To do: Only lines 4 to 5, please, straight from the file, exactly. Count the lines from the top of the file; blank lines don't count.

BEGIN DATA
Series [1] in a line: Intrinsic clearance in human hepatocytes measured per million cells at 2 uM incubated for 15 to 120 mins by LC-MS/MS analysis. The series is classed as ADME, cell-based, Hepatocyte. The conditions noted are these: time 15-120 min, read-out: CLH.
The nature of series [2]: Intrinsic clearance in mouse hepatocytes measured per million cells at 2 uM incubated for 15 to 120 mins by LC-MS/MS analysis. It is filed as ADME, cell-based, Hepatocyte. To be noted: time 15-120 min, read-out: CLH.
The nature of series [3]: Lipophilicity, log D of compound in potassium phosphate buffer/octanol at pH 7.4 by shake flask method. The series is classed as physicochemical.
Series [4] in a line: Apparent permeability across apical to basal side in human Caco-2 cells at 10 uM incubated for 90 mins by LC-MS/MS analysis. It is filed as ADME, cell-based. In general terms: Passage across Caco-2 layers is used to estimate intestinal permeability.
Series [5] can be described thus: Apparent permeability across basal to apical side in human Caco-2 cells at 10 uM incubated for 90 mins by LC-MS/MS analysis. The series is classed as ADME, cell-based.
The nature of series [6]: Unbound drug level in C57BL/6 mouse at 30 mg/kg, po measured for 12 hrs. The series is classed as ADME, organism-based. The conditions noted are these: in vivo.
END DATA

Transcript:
Series [4] in a line: Apparent permeability across apical to basal side in human Caco-2 cells at 10 uM incubated for 90 mins by LC-MS/MS analysis. It is filed as ADME, cell-based. In general terms: Passage across Caco-2 layers is used to estimate intestinal permeability.
Series [5] can be described thus: Apparent permeability across basal to apical side in human Caco-2 cells at 10 uM incubated for 90 mins by LC-MS/MS analysis. The series is classed as ADME, cell-based.